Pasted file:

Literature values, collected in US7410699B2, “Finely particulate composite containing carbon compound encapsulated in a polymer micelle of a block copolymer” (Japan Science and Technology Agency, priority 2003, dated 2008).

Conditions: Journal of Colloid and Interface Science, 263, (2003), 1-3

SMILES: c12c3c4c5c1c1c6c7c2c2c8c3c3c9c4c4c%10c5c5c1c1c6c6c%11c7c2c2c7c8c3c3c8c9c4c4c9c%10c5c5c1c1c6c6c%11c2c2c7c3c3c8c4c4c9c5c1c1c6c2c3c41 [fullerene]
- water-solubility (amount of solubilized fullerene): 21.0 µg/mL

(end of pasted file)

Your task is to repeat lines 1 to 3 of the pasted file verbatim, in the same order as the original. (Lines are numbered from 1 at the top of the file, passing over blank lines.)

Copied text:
Literature values, collected in US7410699B2, “Finely particulate composite containing carbon compound encapsulated in a polymer micelle of a block copolymer” (Japan Science and Technology Agency, priority 2003, dated 2008).

Conditions: Journal of Colloid and Interface Science, 263, (2003), 1-3

SMILES: c12c3c4c5c1c1c6c7c2c2c8c3c3c9c4c4c%10c5c5c1c1c6c6c%11c7c2c2c7c8c3c3c8c9c4c4c9c%10c5c5c1c1c6c6c%11c2c2c7c3c3c8c4c4c9c5c1c1c6c2c3c41 [fullerene]